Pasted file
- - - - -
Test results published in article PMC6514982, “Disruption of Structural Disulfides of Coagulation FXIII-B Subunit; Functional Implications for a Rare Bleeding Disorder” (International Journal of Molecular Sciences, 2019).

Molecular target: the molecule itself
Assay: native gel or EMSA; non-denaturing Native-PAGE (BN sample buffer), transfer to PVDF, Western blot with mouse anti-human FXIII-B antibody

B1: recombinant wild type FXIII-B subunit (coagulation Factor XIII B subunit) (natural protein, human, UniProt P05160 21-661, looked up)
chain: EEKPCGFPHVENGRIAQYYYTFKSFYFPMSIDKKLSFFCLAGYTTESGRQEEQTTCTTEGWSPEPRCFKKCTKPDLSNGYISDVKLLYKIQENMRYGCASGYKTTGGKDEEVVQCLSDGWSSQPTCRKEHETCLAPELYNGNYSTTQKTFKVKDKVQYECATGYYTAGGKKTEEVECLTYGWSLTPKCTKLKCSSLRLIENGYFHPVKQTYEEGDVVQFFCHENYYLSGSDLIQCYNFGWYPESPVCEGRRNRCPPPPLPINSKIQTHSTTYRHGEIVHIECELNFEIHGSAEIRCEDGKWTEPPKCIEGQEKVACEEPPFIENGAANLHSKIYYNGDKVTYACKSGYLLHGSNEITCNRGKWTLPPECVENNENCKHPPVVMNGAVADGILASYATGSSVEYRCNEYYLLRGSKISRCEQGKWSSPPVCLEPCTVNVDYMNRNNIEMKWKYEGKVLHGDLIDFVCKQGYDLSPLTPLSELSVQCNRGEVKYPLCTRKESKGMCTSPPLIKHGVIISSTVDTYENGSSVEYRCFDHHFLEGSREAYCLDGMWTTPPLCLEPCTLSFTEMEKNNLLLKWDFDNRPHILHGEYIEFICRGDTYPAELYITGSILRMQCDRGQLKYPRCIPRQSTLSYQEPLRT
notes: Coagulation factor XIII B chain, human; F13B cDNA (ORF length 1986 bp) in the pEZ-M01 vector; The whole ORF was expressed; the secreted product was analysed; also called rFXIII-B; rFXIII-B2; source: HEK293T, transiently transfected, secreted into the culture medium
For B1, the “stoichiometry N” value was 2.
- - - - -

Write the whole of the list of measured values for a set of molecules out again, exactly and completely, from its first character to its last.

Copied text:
Test results published in article PMC6514982, “Disruption of Structural Disulfides of Coagulation FXIII-B Subunit; Functional Implications for a Rare Bleeding Disorder” (International Journal of Molecular Sciences, 2019).

Molecular target: the molecule itself
Assay: native gel or EMSA; non-denaturing Native-PAGE (BN sample buffer), transfer to PVDF, Western blot with mouse anti-human FXIII-B antibody

B1: recombinant wild type FXIII-B subunit (coagulation Factor XIII B subunit) (natural protein, human, UniProt P05160 21-661, looked up)
chain: EEKPCGFPHVENGRIAQYYYTFKSFYFPMSIDKKLSFFCLAGYTTESGRQEEQTTCTTEGWSPEPRCFKKCTKPDLSNGYISDVKLLYKIQENMRYGCASGYKTTGGKDEEVVQCLSDGWSSQPTCRKEHETCLAPELYNGNYSTTQKTFKVKDKVQYECATGYYTAGGKKTEEVECLTYGWSLTPKCTKLKCSSLRLIENGYFHPVKQTYEEGDVVQFFCHENYYLSGSDLIQCYNFGWYPESPVCEGRRNRCPPPPLPINSKIQTHSTTYRHGEIVHIECELNFEIHGSAEIRCEDGKWTEPPKCIEGQEKVACEEPPFIENGAANLHSKIYYNGDKVTYACKSGYLLHGSNEITCNRGKWTLPPECVENNENCKHPPVVMNGAVADGILASYATGSSVEYRCNEYYLLRGSKISRCEQGKWSSPPVCLEPCTVNVDYMNRNNIEMKWKYEGKVLHGDLIDFVCKQGYDLSPLTPLSELSVQCNRGEVKYPLCTRKESKGMCTSPPLIKHGVIISSTVDTYENGSSVEYRCFDHHFLEGSREAYCLDGMWTTPPLCLEPCTLSFTEMEKNNLLLKWDFDNRPHILHGEYIEFICRGDTYPAELYITGSILRMQCDRGQLKYPRCIPRQSTLSYQEPLRT
notes: Coagulation factor XIII B chain, human; F13B cDNA (ORF length 1986 bp) in the pEZ-M01 vector; The whole ORF was expressed; the secreted product was analysed; also called rFXIII-B; rFXIII-B2; source: HEK293T, transiently transfected, secreted into the culture medium
For B1, the “stoichiometry N” value was 2.